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Last Train From Berlin: An Eye-Witness Account of Germany at War Paperback – June 30, 2001

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About the Author

Howard K. Smith worked for UP and CBS in Berlin and then returned to the States to a long career as one of America's most distinguished radio and TV correspondents working with Ed Murrow and then alone.


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Product Details

  • Paperback: 272 pages
  • Publisher: Phoenix; First Edition (US) First Printing edition (June 30, 2001)
  • Language: English
  • ISBN-10: 1842122142
  • ISBN-13: 978-1842122143
  • Product Dimensions: 8.5 x 5.5 x 1 inches
  • Shipping Weight: 15 ounces
  • Average Customer Review: 3.9 out of 5 stars  See all reviews (11 customer reviews)
  • Amazon Best Sellers Rank: #1,059,275 in Books (See Top 100 in Books)

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Customer Reviews

Most Helpful Customer Reviews

24 of 25 people found the following review helpful By Richard Ferry on January 11, 2003
Format: Paperback
Howard K. Smith's 60 year old writing has an urgent, compelling feel which seems very relevant to our times. With personal anecdotes, facts and figures he illuminates the seduction of the German middle class into Nazism and their eventual betrayal and ruination by Hitler's policies. The internal fracture between eager industrialists who got on board with Hitler and the older, more conservative, landed gentry & industrialists who didn't like Hitler, but feared Bolsheviks even more, parallels the conflict between the established Prussian officer corp and the up and coming Wehrmacht and SS organizations. All this while the country began to bleed dry because of Hitler's crazed decision to attack Russia. Civilians endured huge hardships and shortages while at the same time Germany's military machine almost won the war. Smith's book is outstanding in that it gives the texture of daily life for Germans and how they resisted in small ways but ultimately rationalized the war under the renentless pounding of Nazi propaganda . Vivid descriptions of harrassment by the Gestapo of Smith and others in the foreigh correspondent sector. He emerges as an outspoken advocate for social change in the USA as well. easy, engaging read.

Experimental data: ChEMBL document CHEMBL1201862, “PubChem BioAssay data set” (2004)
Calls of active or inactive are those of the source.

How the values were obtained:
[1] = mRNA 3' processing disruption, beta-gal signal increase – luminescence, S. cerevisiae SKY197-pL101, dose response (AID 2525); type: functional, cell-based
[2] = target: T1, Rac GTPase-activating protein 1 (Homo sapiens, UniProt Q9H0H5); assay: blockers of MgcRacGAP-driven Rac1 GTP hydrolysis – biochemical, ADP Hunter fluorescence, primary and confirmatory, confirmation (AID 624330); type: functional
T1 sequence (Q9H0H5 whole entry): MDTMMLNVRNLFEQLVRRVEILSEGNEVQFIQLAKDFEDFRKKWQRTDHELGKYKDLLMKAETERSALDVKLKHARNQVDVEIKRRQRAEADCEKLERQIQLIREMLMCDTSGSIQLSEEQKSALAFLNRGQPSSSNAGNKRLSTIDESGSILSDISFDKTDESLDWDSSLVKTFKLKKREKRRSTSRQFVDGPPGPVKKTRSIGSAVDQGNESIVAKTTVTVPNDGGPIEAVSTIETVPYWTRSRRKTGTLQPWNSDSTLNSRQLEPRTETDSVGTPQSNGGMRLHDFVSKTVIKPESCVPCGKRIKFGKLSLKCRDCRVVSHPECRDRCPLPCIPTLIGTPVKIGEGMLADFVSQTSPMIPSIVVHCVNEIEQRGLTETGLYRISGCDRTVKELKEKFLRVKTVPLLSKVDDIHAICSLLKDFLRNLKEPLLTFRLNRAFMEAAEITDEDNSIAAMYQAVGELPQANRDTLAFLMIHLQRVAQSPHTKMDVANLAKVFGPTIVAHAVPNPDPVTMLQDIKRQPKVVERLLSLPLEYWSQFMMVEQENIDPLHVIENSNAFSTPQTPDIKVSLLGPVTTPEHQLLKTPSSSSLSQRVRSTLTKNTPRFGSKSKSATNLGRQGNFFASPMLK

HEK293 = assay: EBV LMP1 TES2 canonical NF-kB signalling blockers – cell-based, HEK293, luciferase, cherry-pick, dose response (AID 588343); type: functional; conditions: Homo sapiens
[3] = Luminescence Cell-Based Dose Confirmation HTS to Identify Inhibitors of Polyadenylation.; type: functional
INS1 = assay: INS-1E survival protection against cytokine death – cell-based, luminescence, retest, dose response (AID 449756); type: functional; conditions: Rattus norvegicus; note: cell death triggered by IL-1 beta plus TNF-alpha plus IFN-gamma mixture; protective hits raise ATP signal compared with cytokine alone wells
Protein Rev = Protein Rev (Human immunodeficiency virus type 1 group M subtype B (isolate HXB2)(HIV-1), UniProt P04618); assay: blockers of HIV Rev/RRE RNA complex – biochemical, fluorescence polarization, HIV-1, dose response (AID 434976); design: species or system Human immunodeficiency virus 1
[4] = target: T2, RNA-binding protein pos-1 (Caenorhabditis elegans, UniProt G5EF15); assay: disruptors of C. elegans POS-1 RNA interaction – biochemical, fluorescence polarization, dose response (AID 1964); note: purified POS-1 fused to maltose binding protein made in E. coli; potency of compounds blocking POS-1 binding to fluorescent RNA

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11 of 11 people found the following review helpful By R.J. Corby on December 10, 2002
Format: Paperback
Howard K. Smith does a great job of describing his experiences in detail about his time spent in Berlin during the first few years of World War II.
During the final two-thirds of the book, the reader is a companion to Smith as he describes his increasingly darkening experiences in Berlin, culminating with his departure to Switzerland on the day the Japanese bombed Pearl Harbor. Following the bombing, the Germans wouldn't allow anyone to leave the country, so Smith just made it.
My two chief complaints about the book:
1. It ends too early. There are pictures of the author visiting Berlin in 1950 touring the burned out Reichstag, but no details about that. It would have been delightful to read about that, and his impressions of defeated Germany, since Smith spent so much time in Berlin.